Mr Kostov, Prime Minister of Bulgaria (interpretation)

said that he expected that the Bulgarian Parliament would ratify the Framework Convention on the Protection of National Minorities. This was a subject with which the parliament was already concerned. As regards languages, Bulgaria did not have the problems faced by some other countries in the region and facilities were available for everyone to study in their mother tongue.


I will take the last two questions together, although they are on a broad-ranging point. First we shall hear Mr Dumitrescu, then Mr Lopez Henares.

Mr DUMITRESCU (Romania) (translation)

My question concerns an environmental issue and calls for a major political and economic decision. The Kozoluy nuclear power plant is of the same type and generation as Chernobyl. It poses a threat to the environment and security of countries in the region.

Prime Minister, my question is very precise. When do you intend to shut down this nuclear power station?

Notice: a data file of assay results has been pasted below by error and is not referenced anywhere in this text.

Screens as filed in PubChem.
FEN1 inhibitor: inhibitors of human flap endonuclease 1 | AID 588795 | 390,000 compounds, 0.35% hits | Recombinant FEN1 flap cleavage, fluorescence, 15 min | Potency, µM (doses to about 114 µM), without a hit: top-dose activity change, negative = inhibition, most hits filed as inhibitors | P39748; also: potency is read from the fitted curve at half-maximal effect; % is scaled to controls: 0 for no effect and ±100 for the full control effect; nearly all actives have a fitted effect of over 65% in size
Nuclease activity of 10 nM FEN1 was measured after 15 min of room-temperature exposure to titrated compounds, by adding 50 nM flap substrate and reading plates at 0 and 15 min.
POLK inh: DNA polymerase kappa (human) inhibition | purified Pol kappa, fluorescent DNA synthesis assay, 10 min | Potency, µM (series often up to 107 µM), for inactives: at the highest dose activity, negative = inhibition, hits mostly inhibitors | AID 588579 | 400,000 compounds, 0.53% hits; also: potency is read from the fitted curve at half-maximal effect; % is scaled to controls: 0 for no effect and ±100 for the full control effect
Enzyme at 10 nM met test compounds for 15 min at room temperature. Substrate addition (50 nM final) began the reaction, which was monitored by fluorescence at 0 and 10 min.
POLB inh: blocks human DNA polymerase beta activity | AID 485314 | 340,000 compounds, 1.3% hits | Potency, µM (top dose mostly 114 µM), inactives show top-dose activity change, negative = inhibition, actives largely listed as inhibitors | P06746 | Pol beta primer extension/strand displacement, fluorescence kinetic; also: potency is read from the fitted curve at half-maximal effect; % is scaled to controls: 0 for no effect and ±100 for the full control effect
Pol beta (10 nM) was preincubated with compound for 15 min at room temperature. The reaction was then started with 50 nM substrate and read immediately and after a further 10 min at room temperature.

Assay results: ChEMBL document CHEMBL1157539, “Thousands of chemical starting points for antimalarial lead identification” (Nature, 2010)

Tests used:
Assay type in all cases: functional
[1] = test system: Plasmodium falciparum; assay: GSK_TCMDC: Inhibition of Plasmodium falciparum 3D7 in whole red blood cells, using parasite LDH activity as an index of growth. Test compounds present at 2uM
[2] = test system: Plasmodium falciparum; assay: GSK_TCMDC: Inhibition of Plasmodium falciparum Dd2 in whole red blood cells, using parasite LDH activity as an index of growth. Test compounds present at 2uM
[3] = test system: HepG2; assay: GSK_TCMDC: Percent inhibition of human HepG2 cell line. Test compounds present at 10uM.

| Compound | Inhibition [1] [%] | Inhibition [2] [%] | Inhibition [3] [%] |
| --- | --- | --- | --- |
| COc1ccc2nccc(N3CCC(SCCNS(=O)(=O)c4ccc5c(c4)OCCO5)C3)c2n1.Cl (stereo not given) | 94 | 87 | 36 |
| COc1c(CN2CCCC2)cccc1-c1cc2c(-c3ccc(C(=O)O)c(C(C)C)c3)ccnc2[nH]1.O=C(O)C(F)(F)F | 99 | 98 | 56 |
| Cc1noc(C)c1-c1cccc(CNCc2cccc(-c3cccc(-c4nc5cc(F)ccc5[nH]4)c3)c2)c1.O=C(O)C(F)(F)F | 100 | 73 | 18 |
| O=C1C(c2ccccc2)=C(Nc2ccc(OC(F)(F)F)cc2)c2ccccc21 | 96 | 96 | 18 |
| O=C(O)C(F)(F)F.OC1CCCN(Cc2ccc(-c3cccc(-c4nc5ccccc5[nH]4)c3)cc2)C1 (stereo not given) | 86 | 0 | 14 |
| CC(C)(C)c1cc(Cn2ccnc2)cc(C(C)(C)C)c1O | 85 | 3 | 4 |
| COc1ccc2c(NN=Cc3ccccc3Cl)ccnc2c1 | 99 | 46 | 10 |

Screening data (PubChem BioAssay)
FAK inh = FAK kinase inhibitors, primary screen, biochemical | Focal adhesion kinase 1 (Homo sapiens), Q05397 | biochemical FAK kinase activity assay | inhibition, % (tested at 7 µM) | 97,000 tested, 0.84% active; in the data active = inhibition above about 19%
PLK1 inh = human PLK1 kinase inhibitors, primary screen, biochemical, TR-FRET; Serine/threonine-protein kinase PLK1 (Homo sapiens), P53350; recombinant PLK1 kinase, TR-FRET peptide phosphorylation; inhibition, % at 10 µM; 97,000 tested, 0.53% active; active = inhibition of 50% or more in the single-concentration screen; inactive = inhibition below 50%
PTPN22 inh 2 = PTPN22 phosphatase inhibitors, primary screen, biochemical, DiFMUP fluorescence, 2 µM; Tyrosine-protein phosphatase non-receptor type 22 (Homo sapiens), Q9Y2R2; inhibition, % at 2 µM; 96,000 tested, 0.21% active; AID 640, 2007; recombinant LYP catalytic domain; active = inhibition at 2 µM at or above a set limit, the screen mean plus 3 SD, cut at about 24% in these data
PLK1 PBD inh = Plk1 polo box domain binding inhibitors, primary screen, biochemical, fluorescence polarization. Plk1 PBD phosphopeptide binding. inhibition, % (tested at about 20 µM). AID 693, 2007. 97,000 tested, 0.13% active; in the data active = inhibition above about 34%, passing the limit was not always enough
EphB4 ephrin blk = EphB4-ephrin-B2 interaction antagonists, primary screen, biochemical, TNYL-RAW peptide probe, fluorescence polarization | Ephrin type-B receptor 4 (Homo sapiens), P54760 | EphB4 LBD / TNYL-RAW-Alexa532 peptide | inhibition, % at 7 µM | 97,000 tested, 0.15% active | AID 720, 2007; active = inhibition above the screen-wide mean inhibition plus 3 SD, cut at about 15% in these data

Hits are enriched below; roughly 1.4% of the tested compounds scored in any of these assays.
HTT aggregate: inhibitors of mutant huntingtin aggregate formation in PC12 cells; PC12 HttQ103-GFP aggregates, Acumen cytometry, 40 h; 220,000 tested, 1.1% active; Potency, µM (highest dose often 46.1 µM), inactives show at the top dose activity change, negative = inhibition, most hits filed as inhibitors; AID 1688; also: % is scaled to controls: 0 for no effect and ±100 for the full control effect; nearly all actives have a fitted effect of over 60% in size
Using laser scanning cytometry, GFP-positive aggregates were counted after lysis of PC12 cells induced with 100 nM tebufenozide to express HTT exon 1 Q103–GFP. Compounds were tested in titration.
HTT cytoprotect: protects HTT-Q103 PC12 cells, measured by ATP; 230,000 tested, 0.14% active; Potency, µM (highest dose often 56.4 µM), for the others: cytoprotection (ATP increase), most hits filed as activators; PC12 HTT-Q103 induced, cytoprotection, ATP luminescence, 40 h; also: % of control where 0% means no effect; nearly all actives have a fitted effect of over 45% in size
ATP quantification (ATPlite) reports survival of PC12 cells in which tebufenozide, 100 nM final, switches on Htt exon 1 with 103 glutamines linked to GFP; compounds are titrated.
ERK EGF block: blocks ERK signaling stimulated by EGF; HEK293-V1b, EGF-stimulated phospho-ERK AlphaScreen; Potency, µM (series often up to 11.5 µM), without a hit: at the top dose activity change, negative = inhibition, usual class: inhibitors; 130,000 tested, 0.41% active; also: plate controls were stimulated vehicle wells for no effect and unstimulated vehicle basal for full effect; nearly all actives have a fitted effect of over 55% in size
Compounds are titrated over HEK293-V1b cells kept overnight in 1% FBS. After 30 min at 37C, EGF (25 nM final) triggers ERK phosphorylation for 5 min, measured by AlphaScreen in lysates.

Mr Prime Minister, like many others, I was very disappointed when Bulgaria was not included in the group of countries selected to start negotiations for the enlargement of Nato. What action is your government taking, and what do you expect to do in the near future, to make Bulgaria ready to become a member of that important security system for Europe very soon?

Mr Kostov, Prime Minister of Bulgaria (interpretation)

said, in answer to the question by Mr Dumitrescu, that the nuclear reactor at Kozoluy was not of the same type as the reactor at Chernobyl. It had been modernised a number of times in recent years and controls there were overseen by international organisations. The reactor could continue to function for a number of years.

In answer to Mr Lopez Henares, he said that membership of Nato was very important for the democratisation of Bulgaria, as it would guarantee the stability of the country. The government had developed a national security blueprint, it had reformed the Bulgarian army, and it had overhauled the way in which it protected its borders. He hoped that when Bulgaria joined Nato it would not only tap that organisation’s resources but would also contribute to security. Reform of the army would also help the Bulgarian economy.


That brings the questions to Mr Kostov to an end. I thank him warmly, on behalf of the Assembly, for his speech and his answers.